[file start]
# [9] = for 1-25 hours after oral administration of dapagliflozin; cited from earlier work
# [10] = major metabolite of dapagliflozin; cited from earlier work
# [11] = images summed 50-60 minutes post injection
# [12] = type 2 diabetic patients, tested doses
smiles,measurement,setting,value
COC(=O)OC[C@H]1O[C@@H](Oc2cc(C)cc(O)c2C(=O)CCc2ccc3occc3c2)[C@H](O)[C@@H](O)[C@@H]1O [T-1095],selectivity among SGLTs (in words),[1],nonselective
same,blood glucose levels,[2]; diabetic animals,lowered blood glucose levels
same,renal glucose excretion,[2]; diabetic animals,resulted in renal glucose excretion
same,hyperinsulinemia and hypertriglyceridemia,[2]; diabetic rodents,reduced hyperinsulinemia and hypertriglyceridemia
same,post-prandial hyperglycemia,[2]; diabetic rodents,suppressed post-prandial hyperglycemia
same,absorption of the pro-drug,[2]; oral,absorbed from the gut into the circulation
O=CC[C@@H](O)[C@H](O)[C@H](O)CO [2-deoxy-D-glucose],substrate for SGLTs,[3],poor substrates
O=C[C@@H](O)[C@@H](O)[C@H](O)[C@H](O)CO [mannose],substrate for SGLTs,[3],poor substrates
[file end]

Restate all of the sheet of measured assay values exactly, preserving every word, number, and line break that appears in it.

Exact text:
# [9] = for 1-25 hours after oral administration of dapagliflozin; cited from earlier work
# [10] = major metabolite of dapagliflozin; cited from earlier work
# [11] = images summed 50-60 minutes post injection
# [12] = type 2 diabetic patients, tested doses
smiles,measurement,setting,value
COC(=O)OC[C@H]1O[C@@H](Oc2cc(C)cc(O)c2C(=O)CCc2ccc3occc3c2)[C@H](O)[C@@H](O)[C@@H]1O [T-1095],selectivity among SGLTs (in words),[1],nonselective
same,blood glucose levels,[2]; diabetic animals,lowered blood glucose levels
same,renal glucose excretion,[2]; diabetic animals,resulted in renal glucose excretion
same,hyperinsulinemia and hypertriglyceridemia,[2]; diabetic rodents,reduced hyperinsulinemia and hypertriglyceridemia
same,post-prandial hyperglycemia,[2]; diabetic rodents,suppressed post-prandial hyperglycemia
same,absorption of the pro-drug,[2]; oral,absorbed from the gut into the circulation
O=CC[C@@H](O)[C@H](O)[C@H](O)CO [2-deoxy-D-glucose],substrate for SGLTs,[3],poor substrates
O=C[C@@H](O)[C@@H](O)[C@H](O)[C@H](O)CO [mannose],substrate for SGLTs,[3],poor substrates